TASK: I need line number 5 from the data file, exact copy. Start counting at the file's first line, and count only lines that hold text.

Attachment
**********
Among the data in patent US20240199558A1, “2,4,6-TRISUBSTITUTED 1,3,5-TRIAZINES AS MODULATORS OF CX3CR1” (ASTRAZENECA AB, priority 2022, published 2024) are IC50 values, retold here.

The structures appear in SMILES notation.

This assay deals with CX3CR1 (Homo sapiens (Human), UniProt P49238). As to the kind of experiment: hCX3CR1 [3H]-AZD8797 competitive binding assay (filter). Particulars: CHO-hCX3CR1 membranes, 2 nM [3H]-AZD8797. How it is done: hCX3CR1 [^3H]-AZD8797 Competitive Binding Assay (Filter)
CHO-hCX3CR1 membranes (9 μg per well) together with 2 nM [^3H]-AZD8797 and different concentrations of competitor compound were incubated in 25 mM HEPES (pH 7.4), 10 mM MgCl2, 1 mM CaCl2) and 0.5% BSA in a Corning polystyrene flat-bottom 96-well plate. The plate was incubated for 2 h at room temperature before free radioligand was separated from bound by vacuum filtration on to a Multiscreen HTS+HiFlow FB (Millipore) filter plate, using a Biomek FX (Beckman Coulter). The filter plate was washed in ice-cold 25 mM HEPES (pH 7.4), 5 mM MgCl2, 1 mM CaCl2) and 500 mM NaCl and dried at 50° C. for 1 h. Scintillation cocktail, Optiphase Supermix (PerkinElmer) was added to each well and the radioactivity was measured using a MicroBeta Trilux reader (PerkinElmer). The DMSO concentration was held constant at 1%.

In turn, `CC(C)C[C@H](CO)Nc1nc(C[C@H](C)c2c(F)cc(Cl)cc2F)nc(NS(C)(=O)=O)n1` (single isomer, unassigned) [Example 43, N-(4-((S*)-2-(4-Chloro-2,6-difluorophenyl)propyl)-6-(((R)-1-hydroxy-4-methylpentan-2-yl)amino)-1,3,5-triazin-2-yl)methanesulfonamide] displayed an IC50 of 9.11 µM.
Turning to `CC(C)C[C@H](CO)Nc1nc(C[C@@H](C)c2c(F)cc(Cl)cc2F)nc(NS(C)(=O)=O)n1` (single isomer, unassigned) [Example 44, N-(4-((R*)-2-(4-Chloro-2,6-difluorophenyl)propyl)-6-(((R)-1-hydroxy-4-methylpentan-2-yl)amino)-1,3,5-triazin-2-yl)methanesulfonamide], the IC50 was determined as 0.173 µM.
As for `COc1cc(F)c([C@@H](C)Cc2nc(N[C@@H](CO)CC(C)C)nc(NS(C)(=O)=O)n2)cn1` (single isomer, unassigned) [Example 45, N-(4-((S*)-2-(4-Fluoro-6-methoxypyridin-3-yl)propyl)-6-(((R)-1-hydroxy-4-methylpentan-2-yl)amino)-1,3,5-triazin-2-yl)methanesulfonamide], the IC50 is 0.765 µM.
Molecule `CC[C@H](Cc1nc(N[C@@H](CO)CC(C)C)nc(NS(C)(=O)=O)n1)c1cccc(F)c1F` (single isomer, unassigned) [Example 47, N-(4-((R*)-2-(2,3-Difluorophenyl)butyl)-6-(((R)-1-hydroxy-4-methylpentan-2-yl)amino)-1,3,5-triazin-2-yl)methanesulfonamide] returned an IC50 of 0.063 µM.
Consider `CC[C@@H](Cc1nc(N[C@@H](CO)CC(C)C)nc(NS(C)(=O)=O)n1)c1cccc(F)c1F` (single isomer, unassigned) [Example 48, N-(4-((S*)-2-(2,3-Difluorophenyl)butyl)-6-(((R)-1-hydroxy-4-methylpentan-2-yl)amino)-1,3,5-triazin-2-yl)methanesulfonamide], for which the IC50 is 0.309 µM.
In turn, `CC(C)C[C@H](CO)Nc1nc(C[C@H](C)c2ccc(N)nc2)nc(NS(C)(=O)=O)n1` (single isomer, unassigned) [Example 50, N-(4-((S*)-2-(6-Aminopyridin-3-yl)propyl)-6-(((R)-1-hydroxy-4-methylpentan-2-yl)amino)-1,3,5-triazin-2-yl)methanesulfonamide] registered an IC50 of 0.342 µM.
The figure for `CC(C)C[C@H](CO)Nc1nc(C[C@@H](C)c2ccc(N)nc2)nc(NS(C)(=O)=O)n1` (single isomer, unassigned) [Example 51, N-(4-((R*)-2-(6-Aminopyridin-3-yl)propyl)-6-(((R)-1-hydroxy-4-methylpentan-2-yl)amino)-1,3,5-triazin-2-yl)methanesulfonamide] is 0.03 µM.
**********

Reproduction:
In turn, `CC(C)C[C@H](CO)Nc1nc(C[C@H](C)c2c(F)cc(Cl)cc2F)nc(NS(C)(=O)=O)n1` (single isomer, unassigned) [Example 43, N-(4-((S*)-2-(4-Chloro-2,6-difluorophenyl)propyl)-6-(((R)-1-hydroxy-4-methylpentan-2-yl)amino)-1,3,5-triazin-2-yl)methanesulfonamide] displayed an IC50 of 9.11 µM.